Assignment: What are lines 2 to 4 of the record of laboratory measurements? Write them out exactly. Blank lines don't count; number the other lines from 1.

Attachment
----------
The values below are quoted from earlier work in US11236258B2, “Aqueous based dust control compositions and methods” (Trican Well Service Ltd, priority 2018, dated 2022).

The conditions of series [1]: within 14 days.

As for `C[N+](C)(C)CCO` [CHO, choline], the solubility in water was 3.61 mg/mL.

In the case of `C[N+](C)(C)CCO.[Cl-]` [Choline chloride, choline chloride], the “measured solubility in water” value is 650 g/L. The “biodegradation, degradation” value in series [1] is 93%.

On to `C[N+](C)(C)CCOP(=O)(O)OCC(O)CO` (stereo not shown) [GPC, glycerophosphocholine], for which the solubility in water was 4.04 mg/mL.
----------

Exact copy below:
The conditions of series [1]: within 14 days.

As for `C[N+](C)(C)CCO` [CHO, choline], the solubility in water was 3.61 mg/mL.

In the case of `C[N+](C)(C)CCO.[Cl-]` [Choline chloride, choline chloride], the “measured solubility in water” value is 650 g/L. The “biodegradation, degradation” value in series [1] is 93%.